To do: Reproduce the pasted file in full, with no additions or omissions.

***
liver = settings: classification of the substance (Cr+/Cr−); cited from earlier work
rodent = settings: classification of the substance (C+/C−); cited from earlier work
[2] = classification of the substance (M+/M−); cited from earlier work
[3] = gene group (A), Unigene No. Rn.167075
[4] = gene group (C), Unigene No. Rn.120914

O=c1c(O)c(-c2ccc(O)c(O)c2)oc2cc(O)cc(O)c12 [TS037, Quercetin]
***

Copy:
liver = settings: classification of the substance (Cr+/Cr−); cited from earlier work
rodent = settings: classification of the substance (C+/C−); cited from earlier work
[2] = classification of the substance (M+/M−); cited from earlier work
[3] = gene group (A), Unigene No. Rn.167075
[4] = gene group (C), Unigene No. Rn.120914

O=c1c(O)c(-c2ccc(O)c(O)c2)oc2cc(O)cc(O)c12 [TS037, Quercetin]